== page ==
Family Research Council: FRC President Ken Connor urged Bush not to endorse the international AIDS bill, unless it contains "three essential pro-family amendments." Connor said, "By signaling that President Bush will sign the bill 'as is,' the White House probably has made it much more difficult to pass amendments which would focus U.S. efforts on abstinence and monogamy, or which would limit funding to the ... disastrous Global AIDS Fund and other anti-family organizations" (FRC release, 4/28).
Global Health Council: President and CEO Dr. Nils Daulaire said that Bush "is making it clear that an integrated strategy of prevention, care and treatment is a top foreign policy priority," adding that the bill "aligns the moral imperative of addressing the global AIDS pandemic with good global public health policy bolstered by sound scientific advances." Daulaire urged Congress to quickly pass the legislation, adding, "We will see major differences in the next decade because of this level and form of international engagement" (Global Health Council release, 4/29).
International Association of Physicians in AIDS Care: In a letter of support for the international AIDS bill that was sent to Congress yesterday, IAPAC said, "While [the bill] is but a first step in what must be a broader agenda of international aid, we applaud it for its open approach to funding a variety of methods for preventing the spread of HIV; for its handling of donations to the Global Fund; and for the fact that it would distribute money evenly over five years rather than starting smaller and increasing funding levels at the end of the five years." The letter urges passage of the legislation and rejection of amendments that would "overly restrict it" (IAPAC letter, 4/25).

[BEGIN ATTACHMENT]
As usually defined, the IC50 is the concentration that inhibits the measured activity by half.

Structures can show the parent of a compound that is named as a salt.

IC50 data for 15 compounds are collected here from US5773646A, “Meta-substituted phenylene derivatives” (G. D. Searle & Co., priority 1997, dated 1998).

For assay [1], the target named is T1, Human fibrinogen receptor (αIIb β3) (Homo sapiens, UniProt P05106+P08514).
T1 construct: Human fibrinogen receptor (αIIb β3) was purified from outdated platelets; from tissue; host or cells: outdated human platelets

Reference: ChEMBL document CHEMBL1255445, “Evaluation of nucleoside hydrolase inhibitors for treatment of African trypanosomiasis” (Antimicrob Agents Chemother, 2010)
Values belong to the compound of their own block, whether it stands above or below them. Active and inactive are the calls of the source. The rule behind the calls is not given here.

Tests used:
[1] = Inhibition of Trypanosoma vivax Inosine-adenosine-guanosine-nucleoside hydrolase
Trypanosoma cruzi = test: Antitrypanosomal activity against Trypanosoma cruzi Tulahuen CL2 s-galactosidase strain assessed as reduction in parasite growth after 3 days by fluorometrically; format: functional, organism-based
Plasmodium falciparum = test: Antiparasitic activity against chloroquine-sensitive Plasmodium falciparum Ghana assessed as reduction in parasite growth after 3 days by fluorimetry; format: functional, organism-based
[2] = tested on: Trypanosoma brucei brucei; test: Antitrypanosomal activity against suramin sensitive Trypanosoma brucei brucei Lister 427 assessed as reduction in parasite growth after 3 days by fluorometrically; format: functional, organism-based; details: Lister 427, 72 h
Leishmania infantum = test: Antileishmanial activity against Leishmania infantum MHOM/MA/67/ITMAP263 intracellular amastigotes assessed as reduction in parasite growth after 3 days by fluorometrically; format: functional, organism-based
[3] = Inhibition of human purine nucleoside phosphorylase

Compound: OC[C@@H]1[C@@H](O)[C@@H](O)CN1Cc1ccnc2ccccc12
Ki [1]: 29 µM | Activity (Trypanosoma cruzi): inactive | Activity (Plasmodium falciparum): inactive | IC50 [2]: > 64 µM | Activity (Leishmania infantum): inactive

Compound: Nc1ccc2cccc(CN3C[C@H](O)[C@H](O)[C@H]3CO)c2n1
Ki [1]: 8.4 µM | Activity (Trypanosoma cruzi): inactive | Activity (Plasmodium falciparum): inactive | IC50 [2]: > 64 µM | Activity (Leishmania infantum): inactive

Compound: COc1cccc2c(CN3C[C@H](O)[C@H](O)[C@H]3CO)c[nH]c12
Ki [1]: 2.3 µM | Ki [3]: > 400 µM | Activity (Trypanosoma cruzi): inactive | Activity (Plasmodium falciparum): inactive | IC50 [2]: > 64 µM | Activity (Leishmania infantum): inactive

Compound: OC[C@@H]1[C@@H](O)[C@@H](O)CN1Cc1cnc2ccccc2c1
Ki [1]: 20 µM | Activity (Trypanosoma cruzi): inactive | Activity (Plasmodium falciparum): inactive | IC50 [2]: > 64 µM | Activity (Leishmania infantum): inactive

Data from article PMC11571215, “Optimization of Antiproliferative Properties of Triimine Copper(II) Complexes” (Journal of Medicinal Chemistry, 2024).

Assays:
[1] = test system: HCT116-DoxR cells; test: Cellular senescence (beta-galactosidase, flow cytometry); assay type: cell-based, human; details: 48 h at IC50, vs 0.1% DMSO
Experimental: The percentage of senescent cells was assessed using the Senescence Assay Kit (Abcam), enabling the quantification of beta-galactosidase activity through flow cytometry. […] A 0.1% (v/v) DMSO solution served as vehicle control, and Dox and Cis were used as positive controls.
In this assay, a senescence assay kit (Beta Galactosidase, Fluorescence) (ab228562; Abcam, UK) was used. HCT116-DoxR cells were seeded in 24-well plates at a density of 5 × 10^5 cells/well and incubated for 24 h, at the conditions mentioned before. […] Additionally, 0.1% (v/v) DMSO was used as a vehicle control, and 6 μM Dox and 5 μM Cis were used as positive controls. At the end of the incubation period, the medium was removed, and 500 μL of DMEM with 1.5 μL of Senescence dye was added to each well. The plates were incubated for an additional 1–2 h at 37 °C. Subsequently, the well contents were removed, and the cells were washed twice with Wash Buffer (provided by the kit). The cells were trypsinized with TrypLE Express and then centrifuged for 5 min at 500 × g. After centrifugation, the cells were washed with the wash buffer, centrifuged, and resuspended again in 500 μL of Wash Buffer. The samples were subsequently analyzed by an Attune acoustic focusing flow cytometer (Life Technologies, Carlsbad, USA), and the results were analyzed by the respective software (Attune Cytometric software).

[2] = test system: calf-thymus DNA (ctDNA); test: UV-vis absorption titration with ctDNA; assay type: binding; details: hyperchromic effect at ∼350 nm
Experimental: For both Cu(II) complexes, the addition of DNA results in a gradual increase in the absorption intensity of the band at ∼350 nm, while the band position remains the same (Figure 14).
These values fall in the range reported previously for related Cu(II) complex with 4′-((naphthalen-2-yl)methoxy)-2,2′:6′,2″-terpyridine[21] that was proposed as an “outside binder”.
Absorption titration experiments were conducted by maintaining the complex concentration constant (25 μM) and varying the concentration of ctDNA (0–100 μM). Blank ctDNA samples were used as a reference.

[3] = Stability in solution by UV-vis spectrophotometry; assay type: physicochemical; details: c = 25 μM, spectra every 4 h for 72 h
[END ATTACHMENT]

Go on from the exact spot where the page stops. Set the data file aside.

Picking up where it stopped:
Pangaea Global AIDS Foundation: CEO and Chief Medical Officer Dr. Eric Goosby said that the bill "should be passed without any amendments or restrictions that would undermine our efforts to fight the global pandemic," adding, "The Senate must also act by moving a similar bill as quickly as possible." Goosby said that the "effort is critical to the health and well-being of the 42 million people worldwide living with HIV and the millions of others at risk for HIV infection" (PGAF release, 4/29).
UNICEF: Commending Bush for his leadership in supporting the international AIDS bill, Executive Director Carol Bellamy said, "Investing in young people is the best strategy we have today for bringing the epidemic under control." She added, "Because the future of the epidemic will be driven largely by the decisions that successive waves of young people make throughout their lives, investments should focus first and foremost on providing young people with the wherewithal to make the healthy, informed decisions that prevent HIV infection" (UNICEF release, 4/29).
A kaisernetwork.org HealthCast of Bush's speech is available online.
ABCNews' "World News Tonight" yesterday reported on opposition from conservatives and drug companies to Bush's HIV/AIDS proposals. The segment includes comments from Rep. Mike Pence (R-Ind.) (Moran, "World News Tonight," ABCNews, 4/29). The full segment is available online in RealPlayer.
PRI's "The World" yesterday interviewed Wall Street Journal reporter Greg Hitt about Bush's announcement (Bader, "The World," PRI, 4/29). The full segment is available online in Windows Media.